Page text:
The State Department’s unclassified computer networks are cluttered with more than 2,000 inactive user accounts that the agency has failed to properly shut down and which hackers could exploit to gain access to State's networks.
Most of the inactive accounts have been dormant for more than a year, according to an inspector general report originally marked “sensitive but unclassified” and publicly released June 3.
Of the 40,794 domestic accounts listed in State’s digital directory, the IG discovered 2,601 accounts had not been disabled after 90 days of inactivity as mandated by agency policy. The majority of those accounts -- 1,932 -- had been inactive for more than a year.
Unused accounts left running on a network can be exploited by hackers “to gain access to sensitive information that could compromise the integrity of the department’s network and cause widespread damage across the department’s IT infrastructure,” the report stated.
» Get the best federal technology news and ideas delivered right to your inbox. Sign up here.
The risks are heightened with inactive accounts that have administrative privileges, the IG said.
The accounts surveyed by the IG included both user accounts as well as mailbox accounts (which are tied to user accounts, though technically separate) and other nonuser accounts used to run services on specific applications and servers.
State lacks a centralized process for managing user accounts, the IG reported, and relies on individual system administrators to manually disable active accounts rather than an automated process that can scan for and disable zombie accounts.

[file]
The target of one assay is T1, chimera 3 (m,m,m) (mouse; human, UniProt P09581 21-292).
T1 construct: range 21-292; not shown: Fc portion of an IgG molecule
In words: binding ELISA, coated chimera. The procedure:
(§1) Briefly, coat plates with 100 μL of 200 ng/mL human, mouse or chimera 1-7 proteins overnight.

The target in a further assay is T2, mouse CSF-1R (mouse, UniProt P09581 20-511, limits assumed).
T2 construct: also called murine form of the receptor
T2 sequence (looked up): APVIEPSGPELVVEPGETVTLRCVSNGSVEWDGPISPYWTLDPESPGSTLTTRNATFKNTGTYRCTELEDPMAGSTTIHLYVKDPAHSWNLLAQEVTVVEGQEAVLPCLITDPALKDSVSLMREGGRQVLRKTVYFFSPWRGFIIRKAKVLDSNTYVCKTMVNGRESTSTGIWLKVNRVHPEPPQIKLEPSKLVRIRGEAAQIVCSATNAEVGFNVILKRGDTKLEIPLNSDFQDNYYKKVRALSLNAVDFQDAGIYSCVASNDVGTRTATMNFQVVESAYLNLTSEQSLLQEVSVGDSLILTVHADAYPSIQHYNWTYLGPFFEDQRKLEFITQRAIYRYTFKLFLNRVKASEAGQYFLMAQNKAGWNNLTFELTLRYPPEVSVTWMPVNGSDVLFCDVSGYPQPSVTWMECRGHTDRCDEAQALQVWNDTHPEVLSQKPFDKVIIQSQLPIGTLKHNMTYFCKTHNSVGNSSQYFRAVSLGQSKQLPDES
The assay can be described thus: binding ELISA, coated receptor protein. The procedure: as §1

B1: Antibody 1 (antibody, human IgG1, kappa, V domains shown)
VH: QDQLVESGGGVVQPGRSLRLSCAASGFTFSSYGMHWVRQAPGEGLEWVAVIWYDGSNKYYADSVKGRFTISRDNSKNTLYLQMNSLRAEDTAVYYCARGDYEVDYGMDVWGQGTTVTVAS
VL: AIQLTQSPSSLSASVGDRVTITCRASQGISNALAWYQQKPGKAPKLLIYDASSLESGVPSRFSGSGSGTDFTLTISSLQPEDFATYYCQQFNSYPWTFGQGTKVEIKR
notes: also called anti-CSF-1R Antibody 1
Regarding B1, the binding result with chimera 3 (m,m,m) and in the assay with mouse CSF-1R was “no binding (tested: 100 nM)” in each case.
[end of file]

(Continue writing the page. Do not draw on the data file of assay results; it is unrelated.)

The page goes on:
This isn’t the first time the IG has warned State of the risks of idle accounts, first raising the issue in a 2014 review of the agency’s information security practices. However, the IG says State hasn’t taken action to address its recommendations, including putting in place a centralized system to track user accounts.
State does not concur with the IG’s longstanding recommendations, according to an agency response included in the report.
The agency response pointed to State’s expansion of two-factor authentication -- requiring employees to use personal identity verification smart cards to log on to the agency’s unclassified networks. So far, State has implemented two-factor across all domestic workstations and plans to complete worldwide rollout over the next three years.
The department’s response also said it was turning its focus to reducing the number of privileged user accounts and that it “continues to routinely delete stale accounts,” including through a monthly scrub of inactive accounts.
The IG said the results of its review show the agency’s efforts to identify stale accounts are “ineffective” and that the focus on smart cards won’t fully address the risks of inactive user accounts.
Last year, the State Department requested $10 million in additional funding to rebuild both its classified and unclassified networks following a high-profile hack in the fall of 2014 of the agency’s unclassified network purportedly by Russian hackers. The breach forced the agency to disconnect its unclassified email system. The same hackers also broke into unclassified White House networks around the same time.
The audit was conducted by independent public accounting firm Williams, Adley & Company, LLP, on behalf of the IG’s office.